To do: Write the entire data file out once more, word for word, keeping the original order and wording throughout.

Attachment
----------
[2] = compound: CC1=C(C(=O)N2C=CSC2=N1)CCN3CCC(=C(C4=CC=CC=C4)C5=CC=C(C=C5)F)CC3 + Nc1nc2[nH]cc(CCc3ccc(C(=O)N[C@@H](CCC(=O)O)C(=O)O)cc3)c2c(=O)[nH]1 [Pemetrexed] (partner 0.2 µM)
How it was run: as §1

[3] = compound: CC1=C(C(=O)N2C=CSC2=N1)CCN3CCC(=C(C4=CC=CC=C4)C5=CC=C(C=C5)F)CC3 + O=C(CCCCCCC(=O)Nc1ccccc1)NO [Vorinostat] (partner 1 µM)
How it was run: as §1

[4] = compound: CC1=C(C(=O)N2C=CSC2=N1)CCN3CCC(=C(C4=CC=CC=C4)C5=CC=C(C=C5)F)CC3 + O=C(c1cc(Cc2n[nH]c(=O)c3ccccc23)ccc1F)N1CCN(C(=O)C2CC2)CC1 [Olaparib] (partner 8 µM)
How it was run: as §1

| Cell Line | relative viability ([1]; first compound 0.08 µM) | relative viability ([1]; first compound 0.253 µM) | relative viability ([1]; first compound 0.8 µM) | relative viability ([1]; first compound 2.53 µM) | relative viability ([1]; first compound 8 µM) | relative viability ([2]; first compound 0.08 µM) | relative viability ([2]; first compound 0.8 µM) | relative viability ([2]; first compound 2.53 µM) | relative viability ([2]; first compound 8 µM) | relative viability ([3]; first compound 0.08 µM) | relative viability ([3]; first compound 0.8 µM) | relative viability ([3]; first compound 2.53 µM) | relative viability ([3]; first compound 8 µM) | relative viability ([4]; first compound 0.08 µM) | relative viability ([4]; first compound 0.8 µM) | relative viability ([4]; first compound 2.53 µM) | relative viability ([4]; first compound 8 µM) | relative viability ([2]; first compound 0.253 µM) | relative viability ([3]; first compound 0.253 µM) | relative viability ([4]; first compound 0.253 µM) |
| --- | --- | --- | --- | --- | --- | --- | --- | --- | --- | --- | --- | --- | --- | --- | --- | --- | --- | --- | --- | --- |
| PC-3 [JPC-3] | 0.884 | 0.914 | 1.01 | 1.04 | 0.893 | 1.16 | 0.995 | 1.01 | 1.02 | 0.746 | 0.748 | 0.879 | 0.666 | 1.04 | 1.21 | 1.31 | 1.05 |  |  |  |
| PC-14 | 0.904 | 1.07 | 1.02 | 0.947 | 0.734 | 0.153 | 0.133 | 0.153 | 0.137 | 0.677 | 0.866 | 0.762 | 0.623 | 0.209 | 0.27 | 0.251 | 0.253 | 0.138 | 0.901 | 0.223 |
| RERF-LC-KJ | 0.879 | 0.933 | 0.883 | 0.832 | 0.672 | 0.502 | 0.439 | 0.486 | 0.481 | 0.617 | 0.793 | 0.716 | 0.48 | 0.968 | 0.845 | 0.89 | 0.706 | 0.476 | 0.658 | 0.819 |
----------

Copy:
[2] = compound: CC1=C(C(=O)N2C=CSC2=N1)CCN3CCC(=C(C4=CC=CC=C4)C5=CC=C(C=C5)F)CC3 + Nc1nc2[nH]cc(CCc3ccc(C(=O)N[C@@H](CCC(=O)O)C(=O)O)cc3)c2c(=O)[nH]1 [Pemetrexed] (partner 0.2 µM)
How it was run: as §1

[3] = compound: CC1=C(C(=O)N2C=CSC2=N1)CCN3CCC(=C(C4=CC=CC=C4)C5=CC=C(C=C5)F)CC3 + O=C(CCCCCCC(=O)Nc1ccccc1)NO [Vorinostat] (partner 1 µM)
How it was run: as §1

[4] = compound: CC1=C(C(=O)N2C=CSC2=N1)CCN3CCC(=C(C4=CC=CC=C4)C5=CC=C(C=C5)F)CC3 + O=C(c1cc(Cc2n[nH]c(=O)c3ccccc23)ccc1F)N1CCN(C(=O)C2CC2)CC1 [Olaparib] (partner 8 µM)
How it was run: as §1

| Cell Line | relative viability ([1]; first compound 0.08 µM) | relative viability ([1]; first compound 0.253 µM) | relative viability ([1]; first compound 0.8 µM) | relative viability ([1]; first compound 2.53 µM) | relative viability ([1]; first compound 8 µM) | relative viability ([2]; first compound 0.08 µM) | relative viability ([2]; first compound 0.8 µM) | relative viability ([2]; first compound 2.53 µM) | relative viability ([2]; first compound 8 µM) | relative viability ([3]; first compound 0.08 µM) | relative viability ([3]; first compound 0.8 µM) | relative viability ([3]; first compound 2.53 µM) | relative viability ([3]; first compound 8 µM) | relative viability ([4]; first compound 0.08 µM) | relative viability ([4]; first compound 0.8 µM) | relative viability ([4]; first compound 2.53 µM) | relative viability ([4]; first compound 8 µM) | relative viability ([2]; first compound 0.253 µM) | relative viability ([3]; first compound 0.253 µM) | relative viability ([4]; first compound 0.253 µM) |
| --- | --- | --- | --- | --- | --- | --- | --- | --- | --- | --- | --- | --- | --- | --- | --- | --- | --- | --- | --- | --- |
| PC-3 [JPC-3] | 0.884 | 0.914 | 1.01 | 1.04 | 0.893 | 1.16 | 0.995 | 1.01 | 1.02 | 0.746 | 0.748 | 0.879 | 0.666 | 1.04 | 1.21 | 1.31 | 1.05 |  |  |  |
| PC-14 | 0.904 | 1.07 | 1.02 | 0.947 | 0.734 | 0.153 | 0.133 | 0.153 | 0.137 | 0.677 | 0.866 | 0.762 | 0.623 | 0.209 | 0.27 | 0.251 | 0.253 | 0.138 | 0.901 | 0.223 |
| RERF-LC-KJ | 0.879 | 0.933 | 0.883 | 0.832 | 0.672 | 0.502 | 0.439 | 0.486 | 0.481 | 0.617 | 0.793 | 0.716 | 0.48 | 0.968 | 0.845 | 0.89 | 0.706 | 0.476 | 0.658 | 0.819 |